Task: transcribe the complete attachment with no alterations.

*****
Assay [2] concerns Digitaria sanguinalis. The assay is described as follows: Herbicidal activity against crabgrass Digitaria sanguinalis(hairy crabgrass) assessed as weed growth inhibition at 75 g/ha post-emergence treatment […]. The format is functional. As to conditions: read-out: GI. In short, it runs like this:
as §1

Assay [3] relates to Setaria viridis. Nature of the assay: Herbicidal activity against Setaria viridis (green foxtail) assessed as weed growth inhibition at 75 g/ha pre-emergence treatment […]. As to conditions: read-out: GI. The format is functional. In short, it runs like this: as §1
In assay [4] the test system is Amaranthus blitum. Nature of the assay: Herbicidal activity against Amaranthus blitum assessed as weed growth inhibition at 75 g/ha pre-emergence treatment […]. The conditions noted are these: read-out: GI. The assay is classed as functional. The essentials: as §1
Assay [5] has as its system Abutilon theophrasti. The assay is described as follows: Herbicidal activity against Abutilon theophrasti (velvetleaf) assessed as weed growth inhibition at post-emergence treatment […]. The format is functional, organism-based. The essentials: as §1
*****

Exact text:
Assay [2] concerns Digitaria sanguinalis. The assay is described as follows: Herbicidal activity against crabgrass Digitaria sanguinalis(hairy crabgrass) assessed as weed growth inhibition at 75 g/ha post-emergence treatment […]. The format is functional. As to conditions: read-out: GI. In short, it runs like this:
as §1

Assay [3] relates to Setaria viridis. Nature of the assay: Herbicidal activity against Setaria viridis (green foxtail) assessed as weed growth inhibition at 75 g/ha pre-emergence treatment […]. As to conditions: read-out: GI. The format is functional. In short, it runs like this: as §1
In assay [4] the test system is Amaranthus blitum. Nature of the assay: Herbicidal activity against Amaranthus blitum assessed as weed growth inhibition at 75 g/ha pre-emergence treatment […]. The conditions noted are these: read-out: GI. The assay is classed as functional. The essentials: as §1
Assay [5] has as its system Abutilon theophrasti. The assay is described as follows: Herbicidal activity against Abutilon theophrasti (velvetleaf) assessed as weed growth inhibition at post-emergence treatment […]. The format is functional, organism-based. The essentials: as §1